In the aftermath of war, military service members, veterans and their families can face numerous issues. Besides battling the emotional and physical challenges associated with combat, many veterans face serious legal issues that require the help of an attorney.

While a soldier’s return to civilian life is a celebratory moment, the transition is not always easy. According to the Department of Veterans Affairs, five of the top 10 unmet needs of veterans involve legal issues such as child custody, avoiding homelessness or eviction, handling credit problems or simply restoring a driver’s license.

The magnitude of the problem can be overwhelming. More than 1.5 million veterans in the United States live in poverty. An estimated 12 percent of our nation’s homeless have served in the U.S. military. These individuals do not have the financial resources necessary to pay for an attorney. Yet they cannot move forward with their lives without one.

That’s where legal aid and pro bono attorneys can help. Legal aid organizations provide free legal services to qualifying individuals to help with civil matters including family law cases, landlord/tenant disputes, wills and consumer protection issues — many of the biggest legal challenges faced by veterans when they return home. Many private attorneys volunteer their time and expertise through pro bono programs. In Texas, these efforts make a difference.

This week is Texas Veterans Legal Aid Week. Legal aid organizations, law schools and local bar associations are hosting free legal clinics to help veterans get the help they need. Last year, more than 9,000 Texas veterans received free legal assistance. (More than 1.4 million veterans reside in Texas, making it the second-largest home to veterans in the country.) In Waco, Baylor Law School students assist local attorneys helping veterans at the Heart of Texas Veterans One Stop, 2010 La Salle Avenue, during monthly clinics. They provide services to a veterans population of some 16,000 in McLennan County and many more in surrounding counties. Contact the clinic at 710-4244.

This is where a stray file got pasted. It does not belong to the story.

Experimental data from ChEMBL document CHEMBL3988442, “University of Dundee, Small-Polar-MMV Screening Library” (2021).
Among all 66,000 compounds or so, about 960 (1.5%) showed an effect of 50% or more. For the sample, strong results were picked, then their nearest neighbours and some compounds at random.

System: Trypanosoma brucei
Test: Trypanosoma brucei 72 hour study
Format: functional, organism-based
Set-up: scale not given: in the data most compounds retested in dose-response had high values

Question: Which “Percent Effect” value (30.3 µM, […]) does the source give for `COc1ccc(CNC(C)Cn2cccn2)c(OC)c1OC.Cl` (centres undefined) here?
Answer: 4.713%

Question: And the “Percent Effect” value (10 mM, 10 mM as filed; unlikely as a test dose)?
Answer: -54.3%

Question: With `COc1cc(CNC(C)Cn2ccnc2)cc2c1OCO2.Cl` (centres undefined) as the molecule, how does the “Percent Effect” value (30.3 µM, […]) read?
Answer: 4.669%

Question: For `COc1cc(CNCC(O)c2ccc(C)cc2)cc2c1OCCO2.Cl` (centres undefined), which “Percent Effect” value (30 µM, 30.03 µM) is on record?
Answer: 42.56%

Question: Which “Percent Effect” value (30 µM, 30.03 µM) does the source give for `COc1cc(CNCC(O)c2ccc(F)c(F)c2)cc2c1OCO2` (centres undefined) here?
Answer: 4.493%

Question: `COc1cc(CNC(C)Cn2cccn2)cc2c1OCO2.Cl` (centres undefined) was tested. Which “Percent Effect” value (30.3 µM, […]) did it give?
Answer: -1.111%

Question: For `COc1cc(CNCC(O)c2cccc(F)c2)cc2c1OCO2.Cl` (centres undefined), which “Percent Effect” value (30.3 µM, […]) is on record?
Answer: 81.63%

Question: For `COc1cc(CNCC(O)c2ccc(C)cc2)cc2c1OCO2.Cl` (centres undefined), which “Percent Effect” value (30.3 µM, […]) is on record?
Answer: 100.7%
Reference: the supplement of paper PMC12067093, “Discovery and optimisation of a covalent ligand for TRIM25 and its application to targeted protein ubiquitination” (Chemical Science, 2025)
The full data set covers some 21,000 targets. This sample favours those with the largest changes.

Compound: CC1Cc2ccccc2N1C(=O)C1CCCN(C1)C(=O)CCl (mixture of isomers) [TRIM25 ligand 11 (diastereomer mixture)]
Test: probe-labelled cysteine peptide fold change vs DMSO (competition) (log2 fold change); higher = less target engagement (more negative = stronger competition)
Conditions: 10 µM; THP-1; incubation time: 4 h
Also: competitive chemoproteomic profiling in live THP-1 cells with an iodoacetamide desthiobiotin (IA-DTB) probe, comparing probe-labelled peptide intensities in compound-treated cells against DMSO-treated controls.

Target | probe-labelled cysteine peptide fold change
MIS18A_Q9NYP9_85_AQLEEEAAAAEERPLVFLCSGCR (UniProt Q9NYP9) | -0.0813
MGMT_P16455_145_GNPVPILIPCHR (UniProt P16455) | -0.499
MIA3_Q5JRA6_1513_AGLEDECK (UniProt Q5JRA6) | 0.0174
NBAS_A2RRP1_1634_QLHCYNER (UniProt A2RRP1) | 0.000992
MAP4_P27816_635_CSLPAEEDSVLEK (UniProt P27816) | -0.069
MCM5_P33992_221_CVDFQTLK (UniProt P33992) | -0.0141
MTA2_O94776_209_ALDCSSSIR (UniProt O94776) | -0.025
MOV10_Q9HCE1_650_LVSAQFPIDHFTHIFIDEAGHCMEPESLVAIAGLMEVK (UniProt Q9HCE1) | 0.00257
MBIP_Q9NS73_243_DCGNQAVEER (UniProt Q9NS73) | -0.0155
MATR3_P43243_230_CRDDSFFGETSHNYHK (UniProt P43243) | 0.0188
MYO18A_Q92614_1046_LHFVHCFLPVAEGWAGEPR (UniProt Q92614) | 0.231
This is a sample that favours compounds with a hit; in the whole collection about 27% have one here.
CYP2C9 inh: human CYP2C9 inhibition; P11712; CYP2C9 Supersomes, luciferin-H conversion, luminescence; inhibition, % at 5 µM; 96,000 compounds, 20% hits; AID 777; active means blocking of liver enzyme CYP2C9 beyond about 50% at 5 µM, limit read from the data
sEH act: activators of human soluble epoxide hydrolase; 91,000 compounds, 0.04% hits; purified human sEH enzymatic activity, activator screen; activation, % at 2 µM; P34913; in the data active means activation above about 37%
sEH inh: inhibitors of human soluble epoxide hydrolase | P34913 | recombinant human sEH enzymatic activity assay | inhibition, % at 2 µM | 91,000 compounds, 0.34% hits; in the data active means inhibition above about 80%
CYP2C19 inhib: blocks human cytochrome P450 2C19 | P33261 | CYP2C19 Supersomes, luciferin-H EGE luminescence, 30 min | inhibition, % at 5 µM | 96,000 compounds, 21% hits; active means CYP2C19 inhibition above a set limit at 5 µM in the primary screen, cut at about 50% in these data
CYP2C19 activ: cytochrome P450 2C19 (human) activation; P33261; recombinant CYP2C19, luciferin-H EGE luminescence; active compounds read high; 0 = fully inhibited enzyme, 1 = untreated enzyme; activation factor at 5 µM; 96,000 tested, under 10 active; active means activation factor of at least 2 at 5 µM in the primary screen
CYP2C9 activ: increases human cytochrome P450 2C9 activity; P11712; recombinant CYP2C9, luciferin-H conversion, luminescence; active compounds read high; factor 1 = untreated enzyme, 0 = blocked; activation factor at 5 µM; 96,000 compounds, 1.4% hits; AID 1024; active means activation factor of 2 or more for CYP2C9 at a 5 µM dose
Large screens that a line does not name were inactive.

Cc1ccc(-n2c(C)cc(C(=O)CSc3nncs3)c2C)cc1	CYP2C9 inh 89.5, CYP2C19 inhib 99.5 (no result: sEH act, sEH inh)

These efforts are part of a larger commitment from the Texas legal community to help those who were prepared to give their lives to preserve our freedom. Over the last year, the Texas legal community has reaffirmed this commitment in several ways. For example, the Texas Access to Justice Foundation, leading funding source for legal aid in Texas, recently established the Joe Jamail Endowment for Veteran Legal Services, a fund that ensures veterans have access to legal help. Since its inception this year, the endowment has raised more than $675,000. So far this year, the Texas Access to Justice Foundation has provided $1.87 million in grants to 14 nonprofit organizations throughout the state to provide free legal services to veterans.

We have an obligation to ensure our veterans are taken care of back home. Please visit the Texas Access to Justice Foundation website (teajf.org) to make a generous donation in honor of a service member or veteran in your life via the Joe Jamail Endowment for Veteran Legal Services. And if you are a veteran in need of legal assistance, visit texaslawhelp.org/tvlaw-2017.

Chief Justice Nathan L. Hecht has been a member of the Texas Supreme Court since 1988 and is a Navy veteran. Richard Pena is a Vietnam veteran and practicing attorney in Austin. He is a former president of both the American Bar Foundation and the State Bar of Texas. He is co-author of the book “Last Plane Out of Saigon.”